A question must be asked.

How can a Martial Art not be for fighting?

Can we call ourselves Martial Artists if our aim is not to improve Martial Skills for the only outcome of being more effective fighters?

I have a longstanding friendship with the senior instructor for a very large Wing Chun School who holds the idea that Wing Chun is not just for fighting, even if he does not impart this thinking to his students it must be obvious by his example, this is how the rot spreads.

I am in the process of reading a book called Wilful Blindness by Margret Heffernan, it is this book that has driven me to write this post, although the book has nothing to do with the Martial Arts it describes the malaise Wing Chun faces perfectly.

Heffernan argues that the biggest threats and dangers we face are the ones we don’t seenot because they’re secret or invisible, but because we’re wilfully blind.

Without meaning to students put as much effort into avoiding the reality of what we do as they do into learning what we do.

They turn a blind eye to the truth and ignore the obvious.

Wing Chun is not the culprit here, it is the victim, in a market economy it is the customer that shapes the inventory, the man who pays the piper calls the tune.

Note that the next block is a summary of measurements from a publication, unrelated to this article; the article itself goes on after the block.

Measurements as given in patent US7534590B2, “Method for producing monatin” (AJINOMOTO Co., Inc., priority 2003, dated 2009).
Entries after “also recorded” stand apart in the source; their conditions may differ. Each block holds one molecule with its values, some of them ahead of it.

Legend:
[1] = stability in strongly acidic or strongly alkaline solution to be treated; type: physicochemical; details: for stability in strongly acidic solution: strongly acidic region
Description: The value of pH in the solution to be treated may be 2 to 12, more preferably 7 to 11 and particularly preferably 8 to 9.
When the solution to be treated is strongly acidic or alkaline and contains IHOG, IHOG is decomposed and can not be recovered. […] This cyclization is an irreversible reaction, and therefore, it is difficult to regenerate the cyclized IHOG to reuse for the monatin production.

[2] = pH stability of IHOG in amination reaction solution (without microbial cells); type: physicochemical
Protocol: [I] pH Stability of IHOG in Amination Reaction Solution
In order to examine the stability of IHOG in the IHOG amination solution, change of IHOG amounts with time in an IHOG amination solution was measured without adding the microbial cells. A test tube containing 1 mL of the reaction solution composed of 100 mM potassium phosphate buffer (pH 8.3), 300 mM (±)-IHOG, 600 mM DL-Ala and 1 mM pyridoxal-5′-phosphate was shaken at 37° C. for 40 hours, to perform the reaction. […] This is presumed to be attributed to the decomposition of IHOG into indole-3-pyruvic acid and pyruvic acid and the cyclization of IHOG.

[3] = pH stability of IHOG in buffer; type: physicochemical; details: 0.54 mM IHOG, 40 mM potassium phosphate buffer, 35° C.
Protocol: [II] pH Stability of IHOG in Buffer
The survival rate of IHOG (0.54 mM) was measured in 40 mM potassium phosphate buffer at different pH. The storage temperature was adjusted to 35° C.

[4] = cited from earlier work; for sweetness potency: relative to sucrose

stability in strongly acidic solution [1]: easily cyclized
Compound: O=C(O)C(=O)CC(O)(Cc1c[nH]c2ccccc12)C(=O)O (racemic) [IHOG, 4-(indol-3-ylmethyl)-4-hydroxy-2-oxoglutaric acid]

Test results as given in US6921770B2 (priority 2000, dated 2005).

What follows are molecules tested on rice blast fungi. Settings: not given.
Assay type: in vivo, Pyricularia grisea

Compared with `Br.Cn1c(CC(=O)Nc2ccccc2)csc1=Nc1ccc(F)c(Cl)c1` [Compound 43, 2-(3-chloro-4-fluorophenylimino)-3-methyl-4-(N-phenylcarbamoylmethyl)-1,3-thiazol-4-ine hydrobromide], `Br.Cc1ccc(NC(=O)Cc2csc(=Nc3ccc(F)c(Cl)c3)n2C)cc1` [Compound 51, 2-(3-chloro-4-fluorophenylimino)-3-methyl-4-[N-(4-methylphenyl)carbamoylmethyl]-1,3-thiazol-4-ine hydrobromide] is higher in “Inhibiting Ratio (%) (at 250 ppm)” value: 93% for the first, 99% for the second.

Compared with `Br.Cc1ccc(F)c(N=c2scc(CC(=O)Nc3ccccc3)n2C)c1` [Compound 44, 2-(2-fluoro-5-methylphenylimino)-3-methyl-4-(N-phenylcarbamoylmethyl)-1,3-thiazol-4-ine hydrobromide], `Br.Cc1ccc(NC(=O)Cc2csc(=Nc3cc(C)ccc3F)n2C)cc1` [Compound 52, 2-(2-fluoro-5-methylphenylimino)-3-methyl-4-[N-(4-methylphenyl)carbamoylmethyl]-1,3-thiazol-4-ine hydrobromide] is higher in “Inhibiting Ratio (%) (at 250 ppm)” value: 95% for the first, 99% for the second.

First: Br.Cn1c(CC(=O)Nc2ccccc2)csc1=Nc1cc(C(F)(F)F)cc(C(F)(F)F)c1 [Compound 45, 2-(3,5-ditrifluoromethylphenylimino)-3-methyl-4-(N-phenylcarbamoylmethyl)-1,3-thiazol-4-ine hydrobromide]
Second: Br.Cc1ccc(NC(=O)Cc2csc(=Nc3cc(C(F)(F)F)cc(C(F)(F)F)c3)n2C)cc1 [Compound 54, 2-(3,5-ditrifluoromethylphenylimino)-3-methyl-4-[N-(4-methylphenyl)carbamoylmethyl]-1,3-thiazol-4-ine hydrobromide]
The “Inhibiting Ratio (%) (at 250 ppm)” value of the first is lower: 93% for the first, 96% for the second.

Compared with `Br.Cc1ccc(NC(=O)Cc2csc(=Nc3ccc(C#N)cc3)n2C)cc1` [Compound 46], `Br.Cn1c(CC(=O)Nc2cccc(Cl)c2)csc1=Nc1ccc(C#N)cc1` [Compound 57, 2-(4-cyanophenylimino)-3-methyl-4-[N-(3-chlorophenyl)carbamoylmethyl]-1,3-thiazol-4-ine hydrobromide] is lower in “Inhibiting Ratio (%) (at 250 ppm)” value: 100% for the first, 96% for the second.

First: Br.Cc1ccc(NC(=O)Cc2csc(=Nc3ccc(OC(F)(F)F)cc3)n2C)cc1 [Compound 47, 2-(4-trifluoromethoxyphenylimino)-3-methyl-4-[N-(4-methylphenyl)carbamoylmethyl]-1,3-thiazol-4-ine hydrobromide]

Wing Chun becomes what we think it is and how we think about Wing Chun will not only shape our own training but the very future of the style.

Do we think shallow or do we think deep?

A shallow thinker sees only one problem and they answer in only one way {one Form}.

A deep thinker approaches multiple problems from different angles.

Far too often students refuse to engage their minds.

They swallow up instruction and information, but never question the thinking behind it or make the effort to analyse and quantify what they have just been taught.

Facebook and Youtube are echo chambers that allow them to obsessively seek out truth that confirms their world view and cling to it with little room for awareness and understanding of their own thought processes

The biggest barrier to deeper understanding is confirmation bias.

In Wing Chun this happens with a deep belief in lineage.

The Sil Lim Tao Form is not a shadow boxing form, this is well known, it is not intended to make contact, this also is well known.

How can training this Form help us fight?

Heffernan argues that the biggest threats and dangers we face are the ones we don’t seenot because they’re secret or invisible, but because we’re wilfully blind.